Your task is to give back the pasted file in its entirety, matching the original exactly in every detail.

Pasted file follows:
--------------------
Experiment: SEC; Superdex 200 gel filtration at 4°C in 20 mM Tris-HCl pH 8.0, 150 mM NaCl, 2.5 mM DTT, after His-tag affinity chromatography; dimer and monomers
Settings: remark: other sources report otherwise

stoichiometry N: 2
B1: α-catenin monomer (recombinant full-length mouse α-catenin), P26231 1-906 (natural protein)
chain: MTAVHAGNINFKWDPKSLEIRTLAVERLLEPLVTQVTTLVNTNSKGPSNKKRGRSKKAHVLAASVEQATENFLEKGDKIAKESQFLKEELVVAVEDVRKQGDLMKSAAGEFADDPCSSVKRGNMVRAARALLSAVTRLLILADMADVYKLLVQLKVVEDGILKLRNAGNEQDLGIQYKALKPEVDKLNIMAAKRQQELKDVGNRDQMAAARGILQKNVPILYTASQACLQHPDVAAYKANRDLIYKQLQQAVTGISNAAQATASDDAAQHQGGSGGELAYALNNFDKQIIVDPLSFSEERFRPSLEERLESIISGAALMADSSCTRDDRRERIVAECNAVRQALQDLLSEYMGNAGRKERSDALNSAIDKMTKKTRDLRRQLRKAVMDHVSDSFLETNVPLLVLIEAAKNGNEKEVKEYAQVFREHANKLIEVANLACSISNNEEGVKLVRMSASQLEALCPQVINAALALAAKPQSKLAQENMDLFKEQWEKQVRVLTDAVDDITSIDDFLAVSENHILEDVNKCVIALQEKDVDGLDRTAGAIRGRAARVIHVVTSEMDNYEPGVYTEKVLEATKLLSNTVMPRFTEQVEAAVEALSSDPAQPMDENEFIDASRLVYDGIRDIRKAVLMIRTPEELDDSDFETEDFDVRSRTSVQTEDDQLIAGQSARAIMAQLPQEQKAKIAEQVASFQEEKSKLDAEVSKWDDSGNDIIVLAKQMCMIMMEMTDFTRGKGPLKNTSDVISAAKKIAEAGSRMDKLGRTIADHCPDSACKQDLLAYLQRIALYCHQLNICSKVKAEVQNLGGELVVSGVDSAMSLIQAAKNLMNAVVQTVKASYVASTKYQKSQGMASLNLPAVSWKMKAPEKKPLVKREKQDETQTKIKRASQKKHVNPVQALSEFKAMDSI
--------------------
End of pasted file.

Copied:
Experiment: SEC; Superdex 200 gel filtration at 4°C in 20 mM Tris-HCl pH 8.0, 150 mM NaCl, 2.5 mM DTT, after His-tag affinity chromatography; dimer and monomers
Settings: remark: other sources report otherwise

stoichiometry N: 2
B1: α-catenin monomer (recombinant full-length mouse α-catenin), P26231 1-906 (natural protein)
chain: MTAVHAGNINFKWDPKSLEIRTLAVERLLEPLVTQVTTLVNTNSKGPSNKKRGRSKKAHVLAASVEQATENFLEKGDKIAKESQFLKEELVVAVEDVRKQGDLMKSAAGEFADDPCSSVKRGNMVRAARALLSAVTRLLILADMADVYKLLVQLKVVEDGILKLRNAGNEQDLGIQYKALKPEVDKLNIMAAKRQQELKDVGNRDQMAAARGILQKNVPILYTASQACLQHPDVAAYKANRDLIYKQLQQAVTGISNAAQATASDDAAQHQGGSGGELAYALNNFDKQIIVDPLSFSEERFRPSLEERLESIISGAALMADSSCTRDDRRERIVAECNAVRQALQDLLSEYMGNAGRKERSDALNSAIDKMTKKTRDLRRQLRKAVMDHVSDSFLETNVPLLVLIEAAKNGNEKEVKEYAQVFREHANKLIEVANLACSISNNEEGVKLVRMSASQLEALCPQVINAALALAAKPQSKLAQENMDLFKEQWEKQVRVLTDAVDDITSIDDFLAVSENHILEDVNKCVIALQEKDVDGLDRTAGAIRGRAARVIHVVTSEMDNYEPGVYTEKVLEATKLLSNTVMPRFTEQVEAAVEALSSDPAQPMDENEFIDASRLVYDGIRDIRKAVLMIRTPEELDDSDFETEDFDVRSRTSVQTEDDQLIAGQSARAIMAQLPQEQKAKIAEQVASFQEEKSKLDAEVSKWDDSGNDIIVLAKQMCMIMMEMTDFTRGKGPLKNTSDVISAAKKIAEAGSRMDKLGRTIADHCPDSACKQDLLAYLQRIALYCHQLNICSKVKAEVQNLGGELVVSGVDSAMSLIQAAKNLMNAVVQTVKASYVASTKYQKSQGMASLNLPAVSWKMKAPEKKPLVKREKQDETQTKIKRASQKKHVNPVQALSEFKAMDSI